Indiana Slashes Aviation Taxes

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While other governments, including the current administration, are increasingly viewing aviation as a cash cow, the State of Indiana has slashed aviation-related taxes that will save some aircraft operators thousands of dollars a year. The legislature in Indianapolis has cut fuel taxes from 60 cents a gallon (based on current prices) to a 10-cent-a-gallon excise tax. Taxes on parts used in repairs and maintenance have also been eliminated. AOPA says the outcome came after a lobbying effort it supported involving the local aviation community. The group showed Indiana lawmakers how Maine had significantly improved its aviation industry by amending its aviation tax structure a few years ago.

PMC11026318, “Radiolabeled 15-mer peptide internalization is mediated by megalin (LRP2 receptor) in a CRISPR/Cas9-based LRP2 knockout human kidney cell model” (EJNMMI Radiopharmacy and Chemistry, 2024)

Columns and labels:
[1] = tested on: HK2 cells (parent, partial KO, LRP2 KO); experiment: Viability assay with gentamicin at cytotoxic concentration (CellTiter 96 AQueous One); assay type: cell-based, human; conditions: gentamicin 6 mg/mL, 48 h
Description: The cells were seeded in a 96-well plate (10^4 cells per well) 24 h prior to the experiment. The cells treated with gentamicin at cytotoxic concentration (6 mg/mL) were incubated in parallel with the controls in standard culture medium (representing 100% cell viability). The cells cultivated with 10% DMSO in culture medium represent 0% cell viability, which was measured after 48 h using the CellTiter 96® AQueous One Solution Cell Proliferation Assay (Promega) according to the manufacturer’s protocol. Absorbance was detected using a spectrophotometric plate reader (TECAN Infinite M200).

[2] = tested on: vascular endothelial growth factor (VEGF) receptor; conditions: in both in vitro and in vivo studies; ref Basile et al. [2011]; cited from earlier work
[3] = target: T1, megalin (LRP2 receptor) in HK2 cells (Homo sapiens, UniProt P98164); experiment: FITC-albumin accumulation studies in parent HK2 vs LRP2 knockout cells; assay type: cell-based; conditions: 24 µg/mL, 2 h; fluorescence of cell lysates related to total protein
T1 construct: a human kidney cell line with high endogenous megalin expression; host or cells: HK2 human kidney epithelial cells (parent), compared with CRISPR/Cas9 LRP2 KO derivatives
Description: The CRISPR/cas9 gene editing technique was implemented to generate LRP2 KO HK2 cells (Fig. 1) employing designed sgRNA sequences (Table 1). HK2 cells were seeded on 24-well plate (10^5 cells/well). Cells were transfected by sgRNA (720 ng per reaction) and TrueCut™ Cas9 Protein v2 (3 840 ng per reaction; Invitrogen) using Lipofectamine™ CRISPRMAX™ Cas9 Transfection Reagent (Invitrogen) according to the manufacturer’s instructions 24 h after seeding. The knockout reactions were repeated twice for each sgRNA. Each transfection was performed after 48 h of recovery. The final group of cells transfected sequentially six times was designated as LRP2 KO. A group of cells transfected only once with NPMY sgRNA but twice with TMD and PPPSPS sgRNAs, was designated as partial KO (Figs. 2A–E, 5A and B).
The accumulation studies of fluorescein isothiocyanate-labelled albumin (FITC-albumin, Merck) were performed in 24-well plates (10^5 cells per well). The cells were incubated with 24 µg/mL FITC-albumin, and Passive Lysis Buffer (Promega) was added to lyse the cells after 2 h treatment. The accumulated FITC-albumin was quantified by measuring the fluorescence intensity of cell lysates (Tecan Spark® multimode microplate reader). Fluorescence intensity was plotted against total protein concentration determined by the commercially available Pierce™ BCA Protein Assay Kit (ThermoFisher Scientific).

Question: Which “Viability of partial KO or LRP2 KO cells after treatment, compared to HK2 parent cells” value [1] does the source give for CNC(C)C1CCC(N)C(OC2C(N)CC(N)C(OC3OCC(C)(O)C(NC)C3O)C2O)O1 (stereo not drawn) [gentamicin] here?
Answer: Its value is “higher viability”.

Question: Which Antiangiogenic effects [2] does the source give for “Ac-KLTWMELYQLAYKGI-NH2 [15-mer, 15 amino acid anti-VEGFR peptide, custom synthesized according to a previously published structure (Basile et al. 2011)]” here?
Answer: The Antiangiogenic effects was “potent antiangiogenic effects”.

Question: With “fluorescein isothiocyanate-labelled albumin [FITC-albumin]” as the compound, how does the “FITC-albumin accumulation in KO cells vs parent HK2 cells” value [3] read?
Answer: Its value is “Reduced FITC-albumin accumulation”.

The savings will be considerable for both itinerant and transient traffic in Indiana. For instance, the owner of a Baron will save more than $100 on a single fill-up under the new tax structure. Busy flight schools could save as much as $40,000 per airplane every year. The reductions put Indiana back in a competitive position with neighboring states that have lower aviation-related taxes. "Indiana had to respond, as other states have seized on their neighbors' tax structures to gain competitive advantages for their aviation businesses," AOPA Great Lakes Regional Manager Bryan Budds told AOPA Online. "Excellent Indiana repair shops have been unable to compete by attracting out-of-state aircraft for services, and have seen the troubling trend of based aircraft leaving the state to save money."